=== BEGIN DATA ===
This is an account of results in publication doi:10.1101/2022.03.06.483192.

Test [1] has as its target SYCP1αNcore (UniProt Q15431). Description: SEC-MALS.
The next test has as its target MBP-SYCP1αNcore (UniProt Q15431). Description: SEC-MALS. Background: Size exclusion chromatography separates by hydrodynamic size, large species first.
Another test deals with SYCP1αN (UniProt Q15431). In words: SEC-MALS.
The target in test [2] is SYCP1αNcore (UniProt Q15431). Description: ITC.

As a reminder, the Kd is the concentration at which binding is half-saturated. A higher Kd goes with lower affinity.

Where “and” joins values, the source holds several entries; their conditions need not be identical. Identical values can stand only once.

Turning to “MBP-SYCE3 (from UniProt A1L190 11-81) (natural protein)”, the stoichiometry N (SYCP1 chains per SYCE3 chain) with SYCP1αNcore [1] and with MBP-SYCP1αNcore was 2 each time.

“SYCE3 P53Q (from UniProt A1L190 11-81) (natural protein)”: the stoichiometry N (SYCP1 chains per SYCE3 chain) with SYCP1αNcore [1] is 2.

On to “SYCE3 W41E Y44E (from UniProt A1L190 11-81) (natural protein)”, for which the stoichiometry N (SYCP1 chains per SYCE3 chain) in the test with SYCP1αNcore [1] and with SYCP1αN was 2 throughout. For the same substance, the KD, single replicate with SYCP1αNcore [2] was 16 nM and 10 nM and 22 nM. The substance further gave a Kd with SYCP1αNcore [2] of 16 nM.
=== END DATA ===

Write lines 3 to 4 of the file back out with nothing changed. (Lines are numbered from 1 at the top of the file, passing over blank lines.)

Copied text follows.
The next test has as its target MBP-SYCP1αNcore (UniProt Q15431). Description: SEC-MALS. Background: Size exclusion chromatography separates by hydrodynamic size, large species first.
Another test deals with SYCP1αN (UniProt Q15431). In words: SEC-MALS.